# Master Theorem

The **master theorem** provides a solution to recurrence relations of the form

\[ T(n) = a T(n/b) + f(n), \]

for constants \( a \geq 1 \), \( b > 1 \) and \( f \) asymptotically positive. Such recurrences occur frequently in the runtime analysis of many commonly encountered algorithms.

## Introduction

Many algorithms have a runtime of the form

\[ T(n) = a T(n/b) + f(n), \]

where \( n \) is the size of the input and \( a \geq 1 \) and \( b > 1 \) are constants with \( f \) asymptotically positive. For instance, one can show that runtime of the *merge sort* algorithm satisfies

\[ T(n) = 2T(n/2) + n. \]

Similarly, traversing a binary tree takes time

\[ T(n) = 2 T(n/2) + O(1).\]

By comparing \( \log_b{a} \) to the asymptotic behavior of \( f(n) \), the **master theorem** provides a solution to many frequently seen recurrences.

## Statement of the master theorem

First consider an algorithm with a recurrence of the form

\[T(n) = a T(n/b).\]

Drawing a recursion tree suggests that such an algorithm ought to have a runtime of \( \Theta\left(n^{\log_b{a}}\right) \). The tree has a total of \( \log{n}_b \) levels, so the total work done must be \(\Theta\left(a^{\log{n}_b}\right) = \Theta\left(n^{\log_b{n}}\right) \).

Intuitively, the master theorem argues that if an asymptotically positive function \( f \) is added to the recurrence, so that one instead has

\[ T(n) = a T(n/b) + f(n), \]

it is possible to determine the asymptotic form of \( T \) based on a relative comparison between \( f \) and \( n^{\log_b{a}} \).

Master theorem.Given a recurrence of the form

\[ T(n) = a T(n/b) + f(n), \]

for constants \( a \geq 1 \), \( b > 1 \) and \( f \) asymptotically positive, the following statements are true:

Case 1.If \( f(n) = O\left(n^{\log_b{a} - \epsilon}\right) \) for some \( \epsilon > 0 \), then \( T(n) = \Theta\left(n^{\log_b{a}}\right) \).

Case 2.If \( f(n) = \Theta\left(n^{\log_b{a}}\right) \), then \( T(n) = \Theta\left(n^{\log_b{a}} \log{n} \right) \).

Case 3.If \( f(n) = \Omega\left(n^{\log_b{a} + \epsilon}\right) \) for some \( \epsilon > 0 \) (and \( af(n/b) \leq c f(n) \) for some \( c < 1 \) for all \( n \) sufficiently large), then \( T(n) = \Theta\left(f(n)\right) \). \(_\square\)

Simply put, if \( f(n) \) is polynomially smaller than \( n^{\log_b{a}} \), then \( n^{\log_b{a}} \) dominates, and the runtime is \( \Theta\left(n^{\log_b{a}}\right) \). If \( f(n) \) is instead polynomially larger than \( n^{\log_b{a}} \), then \( f(n) \) dominates, and the runtime is \( \Theta\left(f(n)\right) \). Finally, if \( f(n) \) and \( n^{\log_b{a}} \) are asymptotically the same, then \( T(n) = \Theta\left(n^{\log_b{a}} \log{n} \right) \).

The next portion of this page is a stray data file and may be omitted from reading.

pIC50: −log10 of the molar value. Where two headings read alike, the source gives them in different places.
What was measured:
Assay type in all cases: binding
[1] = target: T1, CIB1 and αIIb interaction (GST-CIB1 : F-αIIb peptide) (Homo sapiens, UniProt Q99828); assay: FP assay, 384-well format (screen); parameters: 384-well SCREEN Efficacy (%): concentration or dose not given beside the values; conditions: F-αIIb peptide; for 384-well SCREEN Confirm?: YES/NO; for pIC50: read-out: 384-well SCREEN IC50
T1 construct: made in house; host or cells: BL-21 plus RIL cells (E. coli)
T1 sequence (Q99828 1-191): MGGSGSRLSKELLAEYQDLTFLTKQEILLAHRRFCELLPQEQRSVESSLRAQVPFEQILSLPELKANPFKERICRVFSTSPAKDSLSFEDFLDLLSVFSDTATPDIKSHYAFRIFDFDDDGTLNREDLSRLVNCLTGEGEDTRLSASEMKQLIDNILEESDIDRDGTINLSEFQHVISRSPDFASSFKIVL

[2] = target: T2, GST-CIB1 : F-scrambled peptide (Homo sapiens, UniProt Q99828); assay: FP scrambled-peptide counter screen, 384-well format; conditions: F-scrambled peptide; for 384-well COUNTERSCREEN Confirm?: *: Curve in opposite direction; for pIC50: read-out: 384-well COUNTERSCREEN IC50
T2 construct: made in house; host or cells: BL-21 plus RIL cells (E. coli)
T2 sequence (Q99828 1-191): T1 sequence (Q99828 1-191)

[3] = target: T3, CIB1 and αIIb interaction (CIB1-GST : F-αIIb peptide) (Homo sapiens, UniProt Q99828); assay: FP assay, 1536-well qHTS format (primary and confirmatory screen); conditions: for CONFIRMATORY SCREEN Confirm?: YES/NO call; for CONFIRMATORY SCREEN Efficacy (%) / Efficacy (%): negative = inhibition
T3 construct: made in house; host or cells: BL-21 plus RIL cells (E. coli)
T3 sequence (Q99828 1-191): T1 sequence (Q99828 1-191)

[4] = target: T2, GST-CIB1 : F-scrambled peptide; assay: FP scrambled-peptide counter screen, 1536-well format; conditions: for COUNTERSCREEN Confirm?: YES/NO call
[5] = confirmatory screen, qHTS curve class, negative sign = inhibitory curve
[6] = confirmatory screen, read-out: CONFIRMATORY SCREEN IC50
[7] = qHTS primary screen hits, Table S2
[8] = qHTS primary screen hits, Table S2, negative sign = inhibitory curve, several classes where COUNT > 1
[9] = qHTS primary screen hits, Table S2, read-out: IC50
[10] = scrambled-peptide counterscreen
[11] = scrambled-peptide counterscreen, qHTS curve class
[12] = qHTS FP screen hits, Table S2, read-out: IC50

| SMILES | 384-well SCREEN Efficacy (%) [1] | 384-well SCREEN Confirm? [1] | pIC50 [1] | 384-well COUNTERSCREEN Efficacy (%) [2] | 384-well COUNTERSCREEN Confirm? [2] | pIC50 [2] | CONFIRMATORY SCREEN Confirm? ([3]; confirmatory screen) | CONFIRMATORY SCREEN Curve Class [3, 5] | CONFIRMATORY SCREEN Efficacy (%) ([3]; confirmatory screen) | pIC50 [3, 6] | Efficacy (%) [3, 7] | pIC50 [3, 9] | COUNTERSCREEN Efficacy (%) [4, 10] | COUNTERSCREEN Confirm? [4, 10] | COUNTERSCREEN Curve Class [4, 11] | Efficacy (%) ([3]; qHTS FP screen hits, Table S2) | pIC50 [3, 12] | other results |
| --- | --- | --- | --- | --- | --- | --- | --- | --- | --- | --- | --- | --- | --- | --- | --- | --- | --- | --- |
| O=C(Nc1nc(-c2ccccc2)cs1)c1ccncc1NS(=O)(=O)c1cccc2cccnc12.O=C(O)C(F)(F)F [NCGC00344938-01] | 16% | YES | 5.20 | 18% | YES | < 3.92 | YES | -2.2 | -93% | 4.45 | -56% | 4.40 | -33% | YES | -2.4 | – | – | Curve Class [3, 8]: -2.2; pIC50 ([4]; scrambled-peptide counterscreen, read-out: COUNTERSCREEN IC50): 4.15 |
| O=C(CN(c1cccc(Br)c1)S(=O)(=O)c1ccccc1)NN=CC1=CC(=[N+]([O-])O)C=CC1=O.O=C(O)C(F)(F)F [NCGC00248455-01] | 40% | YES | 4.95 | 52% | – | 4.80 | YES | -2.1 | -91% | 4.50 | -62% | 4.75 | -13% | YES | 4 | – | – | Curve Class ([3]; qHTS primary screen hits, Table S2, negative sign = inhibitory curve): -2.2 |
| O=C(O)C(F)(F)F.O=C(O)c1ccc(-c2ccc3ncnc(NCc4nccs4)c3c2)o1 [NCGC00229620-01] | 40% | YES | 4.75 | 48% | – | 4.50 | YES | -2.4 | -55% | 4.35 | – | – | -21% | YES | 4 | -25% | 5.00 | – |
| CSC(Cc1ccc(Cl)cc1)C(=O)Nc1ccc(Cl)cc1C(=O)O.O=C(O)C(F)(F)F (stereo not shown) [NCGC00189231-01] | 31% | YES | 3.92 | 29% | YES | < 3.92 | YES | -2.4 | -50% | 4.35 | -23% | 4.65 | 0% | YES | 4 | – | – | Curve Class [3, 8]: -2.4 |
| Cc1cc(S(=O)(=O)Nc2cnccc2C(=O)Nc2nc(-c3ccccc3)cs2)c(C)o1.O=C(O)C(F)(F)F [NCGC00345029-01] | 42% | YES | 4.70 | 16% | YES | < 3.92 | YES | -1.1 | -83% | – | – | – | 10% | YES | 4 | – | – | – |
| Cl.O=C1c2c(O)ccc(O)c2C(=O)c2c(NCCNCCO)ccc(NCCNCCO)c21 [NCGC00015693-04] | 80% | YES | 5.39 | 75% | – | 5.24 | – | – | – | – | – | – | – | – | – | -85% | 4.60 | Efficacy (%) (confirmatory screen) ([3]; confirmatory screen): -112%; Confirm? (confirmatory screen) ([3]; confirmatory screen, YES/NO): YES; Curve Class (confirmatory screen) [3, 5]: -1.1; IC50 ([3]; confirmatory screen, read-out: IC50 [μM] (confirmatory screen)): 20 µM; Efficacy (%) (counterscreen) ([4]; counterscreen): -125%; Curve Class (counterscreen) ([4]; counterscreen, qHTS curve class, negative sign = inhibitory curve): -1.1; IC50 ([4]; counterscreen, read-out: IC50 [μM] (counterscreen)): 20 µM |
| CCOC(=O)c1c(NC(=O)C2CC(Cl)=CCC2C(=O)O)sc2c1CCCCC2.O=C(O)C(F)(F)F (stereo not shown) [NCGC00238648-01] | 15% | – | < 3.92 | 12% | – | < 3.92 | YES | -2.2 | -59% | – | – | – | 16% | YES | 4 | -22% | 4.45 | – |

Note that the master theorem does not provide a solution for all \( f \). In particular, if \( f \) is smaller or larger than \( n^{\log_b{a}} \) by less than a polynomial factor, then none of the three cases are satisfied. For instance, consider the recurrence

\[ T(n) = 3 T(n/3) + n \log{n}.\]

In this case, \( n^{\log_b{a}} = n \). While \( f \) is asymptotically larger than \( n \), it is larger only by a logarithmic factor; it is not the case that \( f(n) = O\left(n^{\log_b{a} - \epsilon}\right) \) for some \( \epsilon > 0 \). Therefore, this master theorem makes no claim about the solution to this recurrence.

## Examples

As mentioned in the introduction, the mergesort algorithm has runtime

\[ T(n) = 2T(n/2) + n. \]

\( n^{\log_b{a}} = n \) and \( f(n) = n \), so case 2 of the master theorem gives \( T(n) = \Theta\left(n^{\log_b{a}} \log{n} \right) = \Theta\left(n \log{n}\right) \).

Similarly, as mentioned before, traversing a binary tree takes time

\[ T(n) = 2 T(n/2) + O(1).\]

\( n^{\log_b{a}} = n \), which is asymptotically larger than a constant factor, so case 1 of the master theorem gives \( T(n) = \Theta\left(n^{\log_b{a}}\right) = \Theta\left(n\right) \).

Consider the recurrence

\[ T(n) = 6 T(n/3) + n.\]

In this case, \( n^{\log_b{a}} = n^2 \) and \( f(n) = n \). Since \( f(n) \) is polynomially smaller than \( n^{\log_b{a}} \), case 1 of the master theorem implies that \( T(n) = \Theta\left(n^2\right) \).

Consider the recurrence

\[ T(n) = 27 T(n/3) + n^3. \]

In this case, \( n^{\log_b{a}} = n^3 \) and \( f(n) = n^3 \). Since \( f(n) \) is asymptotically the same as \( n^{\log_b{a}} \), case 2 of the master theorem implies that \( T(n) = \Theta\left(n^3 \log{n} \right) \).

Consider the recurrence

\[ T(n) = 2 T(n/2) + n^2. \]

In this case, \( n^{\log_b{a}} = n \) and \( f(n) = n^2 \). Since \( f(n) \) is asymptotically larger than \( n^{\log_b{a}} \), case 3 of the master theorem asks us to check whether \( af(n/b) \leq c f(n) \) for some \( c < 1 \) and all \( n \) sufficiently large. This is indeed the case, so \( T(n) = \Theta\left(f(n)\right) = \Theta\left( n^2 \right) \).

Consider the recurrence

\[ T(n) = 8 T(n/2) + n^3/\log{n}. \]

In this case, \( n^{\log_b{a}} = n^3 \) and \( f(n) = n^3/\log{n} \). \( f(n) \) is smaller than \( n^{\log_b{a}} \) but by less than a polynomial factor. Therefore, the master theorem makes no claim about the solution to the recurrence.

## References

[1] Cormen, T.H., *et al*. *Introduction to Algorithms*. MIT Press, 2009.